Health and Welfare Bulletin No.40


Please note that the Bluetongue Scottish Order comes into force on 24 September 2012 but similar legislation will come into force in England today, 24 August 2012 and Wales soon after.

Unless you are exporting animals when the legislation may be different, BLS is not recommending that you vaccinate your animals unless another outbreak occurs. The different strains of Bluetongue all have different vaccines to combat them and BLS is concerned that we may end up over medicating our animals which is not recommended.
It is, as usual, up to each individual owner, but we can only pass on our recommendations.

Health & Welfare Officer for
British Llama Society and British Camelids

The following has just been received from the Scottish Administration. BLS and BCL are stakeholders in the livestock Scottish Assembly) :

Dear Stakeholder,


As from 24 September 2012 it will be legal in Scotland to vaccinate livestock with a Veterinary Medicines Directorate (VMD) or EU approved inactivated bluetongue vaccine.


This change in policy follows amendments recently made to Council Directive 2000/75/EC by EU Council Bluetongue Directive 2012/5/EU that give Member States the discretion to allow vaccination within a free area.  Following those amendments and after discussion with the Scottish Animal Health and Welfare Stakeholder Group the Scottish Government decided to give livestock producers the opportunity to protect the health of their animals by allowing the use of available inactivated vaccine within a bluetongue free area.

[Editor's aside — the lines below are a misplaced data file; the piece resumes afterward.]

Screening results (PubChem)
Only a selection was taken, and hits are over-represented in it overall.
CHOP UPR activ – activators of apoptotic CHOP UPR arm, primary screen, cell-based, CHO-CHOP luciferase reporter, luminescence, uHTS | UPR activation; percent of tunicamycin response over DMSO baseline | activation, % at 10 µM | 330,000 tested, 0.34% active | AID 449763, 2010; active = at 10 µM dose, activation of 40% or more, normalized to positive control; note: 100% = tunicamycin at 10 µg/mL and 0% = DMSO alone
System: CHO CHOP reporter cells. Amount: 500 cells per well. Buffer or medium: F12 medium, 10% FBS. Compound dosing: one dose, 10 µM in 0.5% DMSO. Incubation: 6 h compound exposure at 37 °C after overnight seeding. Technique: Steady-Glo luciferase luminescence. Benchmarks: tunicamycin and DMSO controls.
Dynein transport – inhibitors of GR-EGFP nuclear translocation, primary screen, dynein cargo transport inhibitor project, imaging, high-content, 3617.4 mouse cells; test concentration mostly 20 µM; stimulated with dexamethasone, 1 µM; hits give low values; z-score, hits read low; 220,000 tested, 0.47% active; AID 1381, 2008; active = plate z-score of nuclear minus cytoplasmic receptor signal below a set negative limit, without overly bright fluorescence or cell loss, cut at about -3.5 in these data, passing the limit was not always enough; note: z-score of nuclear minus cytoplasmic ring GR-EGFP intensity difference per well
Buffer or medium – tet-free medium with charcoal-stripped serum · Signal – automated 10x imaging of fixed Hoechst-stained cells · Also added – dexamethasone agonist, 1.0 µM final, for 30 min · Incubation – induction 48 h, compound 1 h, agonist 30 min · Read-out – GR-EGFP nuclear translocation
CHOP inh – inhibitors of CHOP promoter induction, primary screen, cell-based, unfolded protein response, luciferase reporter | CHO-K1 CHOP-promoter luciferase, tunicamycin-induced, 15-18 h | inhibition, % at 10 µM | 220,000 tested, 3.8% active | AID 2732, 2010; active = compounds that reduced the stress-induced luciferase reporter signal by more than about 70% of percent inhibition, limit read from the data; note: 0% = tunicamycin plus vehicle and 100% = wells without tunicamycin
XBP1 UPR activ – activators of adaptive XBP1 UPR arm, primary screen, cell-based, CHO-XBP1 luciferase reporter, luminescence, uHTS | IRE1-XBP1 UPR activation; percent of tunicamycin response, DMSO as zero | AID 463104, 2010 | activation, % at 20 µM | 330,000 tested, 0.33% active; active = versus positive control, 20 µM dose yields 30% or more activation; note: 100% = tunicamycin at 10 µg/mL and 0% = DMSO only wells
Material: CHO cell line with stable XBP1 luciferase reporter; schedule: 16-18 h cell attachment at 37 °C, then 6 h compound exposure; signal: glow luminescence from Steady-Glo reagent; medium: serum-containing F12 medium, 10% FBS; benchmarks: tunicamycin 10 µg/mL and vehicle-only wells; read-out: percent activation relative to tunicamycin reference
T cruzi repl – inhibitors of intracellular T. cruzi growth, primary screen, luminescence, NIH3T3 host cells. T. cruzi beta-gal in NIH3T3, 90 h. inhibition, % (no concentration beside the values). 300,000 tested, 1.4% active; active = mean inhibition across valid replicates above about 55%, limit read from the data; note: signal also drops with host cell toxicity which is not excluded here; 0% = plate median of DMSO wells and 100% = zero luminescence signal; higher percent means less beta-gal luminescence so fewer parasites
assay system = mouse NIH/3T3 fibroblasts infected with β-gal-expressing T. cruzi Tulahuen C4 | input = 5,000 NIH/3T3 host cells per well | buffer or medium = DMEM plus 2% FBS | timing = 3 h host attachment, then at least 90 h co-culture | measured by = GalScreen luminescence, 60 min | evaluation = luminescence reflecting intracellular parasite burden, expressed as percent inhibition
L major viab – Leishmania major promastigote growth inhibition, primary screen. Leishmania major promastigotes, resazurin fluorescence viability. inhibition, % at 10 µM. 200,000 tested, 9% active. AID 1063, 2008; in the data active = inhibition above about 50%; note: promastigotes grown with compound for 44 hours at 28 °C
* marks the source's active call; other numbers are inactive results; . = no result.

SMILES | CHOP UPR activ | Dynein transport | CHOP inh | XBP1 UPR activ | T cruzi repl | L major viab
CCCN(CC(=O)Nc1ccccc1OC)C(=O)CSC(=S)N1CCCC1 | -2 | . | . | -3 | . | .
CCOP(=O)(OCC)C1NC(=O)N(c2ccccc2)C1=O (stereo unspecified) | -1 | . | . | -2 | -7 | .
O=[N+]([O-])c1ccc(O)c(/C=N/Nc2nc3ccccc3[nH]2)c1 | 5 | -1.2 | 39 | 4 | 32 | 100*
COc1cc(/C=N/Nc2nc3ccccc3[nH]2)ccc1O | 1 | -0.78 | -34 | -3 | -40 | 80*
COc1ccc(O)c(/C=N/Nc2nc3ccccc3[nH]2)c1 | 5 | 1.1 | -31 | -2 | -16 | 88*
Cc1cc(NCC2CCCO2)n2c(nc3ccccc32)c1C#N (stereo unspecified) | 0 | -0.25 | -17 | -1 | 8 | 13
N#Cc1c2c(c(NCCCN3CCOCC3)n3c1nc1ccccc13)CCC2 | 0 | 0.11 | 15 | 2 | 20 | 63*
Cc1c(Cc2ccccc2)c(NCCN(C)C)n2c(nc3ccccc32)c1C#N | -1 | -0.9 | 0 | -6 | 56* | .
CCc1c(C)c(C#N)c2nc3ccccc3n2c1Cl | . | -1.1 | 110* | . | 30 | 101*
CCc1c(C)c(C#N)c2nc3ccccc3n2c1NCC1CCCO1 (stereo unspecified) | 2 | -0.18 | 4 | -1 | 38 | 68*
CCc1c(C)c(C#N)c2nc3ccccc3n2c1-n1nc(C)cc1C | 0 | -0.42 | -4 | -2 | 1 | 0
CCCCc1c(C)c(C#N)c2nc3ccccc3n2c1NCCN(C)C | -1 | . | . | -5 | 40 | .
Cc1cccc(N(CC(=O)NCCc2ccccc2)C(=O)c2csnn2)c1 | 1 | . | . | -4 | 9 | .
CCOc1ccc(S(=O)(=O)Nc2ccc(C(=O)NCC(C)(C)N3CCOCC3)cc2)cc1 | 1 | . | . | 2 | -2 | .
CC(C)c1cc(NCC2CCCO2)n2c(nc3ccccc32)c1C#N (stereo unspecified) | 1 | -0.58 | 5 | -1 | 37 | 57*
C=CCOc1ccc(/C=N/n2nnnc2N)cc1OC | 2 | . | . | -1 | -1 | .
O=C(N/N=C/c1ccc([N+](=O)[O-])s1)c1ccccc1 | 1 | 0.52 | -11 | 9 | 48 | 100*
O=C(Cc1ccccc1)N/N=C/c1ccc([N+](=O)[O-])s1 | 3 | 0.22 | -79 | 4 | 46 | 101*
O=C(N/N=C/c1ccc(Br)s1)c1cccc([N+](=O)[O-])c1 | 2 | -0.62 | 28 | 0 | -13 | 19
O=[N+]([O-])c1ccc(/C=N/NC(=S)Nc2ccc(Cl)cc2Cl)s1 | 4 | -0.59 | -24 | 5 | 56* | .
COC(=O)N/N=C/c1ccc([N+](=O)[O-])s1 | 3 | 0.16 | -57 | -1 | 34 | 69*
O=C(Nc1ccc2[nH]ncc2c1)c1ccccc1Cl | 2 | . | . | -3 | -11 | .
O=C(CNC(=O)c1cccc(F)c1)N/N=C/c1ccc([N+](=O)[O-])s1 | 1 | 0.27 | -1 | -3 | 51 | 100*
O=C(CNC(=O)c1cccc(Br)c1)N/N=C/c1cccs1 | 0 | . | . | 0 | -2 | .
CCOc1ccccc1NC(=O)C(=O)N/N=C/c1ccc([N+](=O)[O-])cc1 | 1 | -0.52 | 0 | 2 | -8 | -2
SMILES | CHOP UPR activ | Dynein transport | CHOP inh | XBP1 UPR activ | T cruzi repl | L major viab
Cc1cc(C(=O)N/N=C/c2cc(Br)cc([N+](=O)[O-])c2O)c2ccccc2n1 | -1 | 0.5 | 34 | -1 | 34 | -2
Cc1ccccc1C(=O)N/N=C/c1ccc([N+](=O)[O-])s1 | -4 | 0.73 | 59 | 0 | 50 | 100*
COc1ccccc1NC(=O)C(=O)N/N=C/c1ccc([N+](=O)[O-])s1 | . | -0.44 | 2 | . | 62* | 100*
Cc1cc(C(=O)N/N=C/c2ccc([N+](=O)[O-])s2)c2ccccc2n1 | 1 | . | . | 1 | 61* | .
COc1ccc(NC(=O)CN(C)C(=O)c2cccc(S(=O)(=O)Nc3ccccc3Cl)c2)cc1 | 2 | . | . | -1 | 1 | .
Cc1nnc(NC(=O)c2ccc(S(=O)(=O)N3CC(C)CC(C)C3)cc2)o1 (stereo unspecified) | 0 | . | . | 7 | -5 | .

Similar legislation will come into effect in England on 24 August 2012 and in Wales soon.  However, voluntary vaccination will not be allowed in either Northern Ireland or the Republic of Ireland.  However, trade of vaccinated animals to any part of Ireland will not be affected as long as any vaccination met European requirements.

BTV-1 & 8 zones are in place in France, Spain and parts of Italy (as at August 2012), but none are in place in northern countries of the European Union.

Commission Regulation 1266/2007 was also amended. This involved changes to the requirements for monitoring, surveillance, the transition process for freedom, and the transit of animals.  As a result of those changes to the Regulation the Scottish Government is working with the Commission and other Member States to produce guidance on the criteria for establishment, approval and use of ‘vector protected establishments’.

Compliance with the EU’s requirements for monitoring and surveillance programmes, premovement testing, reporting of suspect cases and adherence to movement licence conditions will continue.


The Bluetongue (Scotland) Order 2012 will allow vaccination in free area from 24 September 2012.
Until that Order comes into force the use of bluetongue vaccine remains prohibited in Scotland.


The Scottish Government’s bluetongue advisory leaflet for those working with ruminants and camelids has been updated and can be found on the Scottish Government’s website (

Although the law is changing, it is still advisable to follow the existing guidelines, which include:


        With thanks to Axel Bührmann, orazal, lucianvenutian, Veronique Debord, quinn.anya for creative commons use of pictures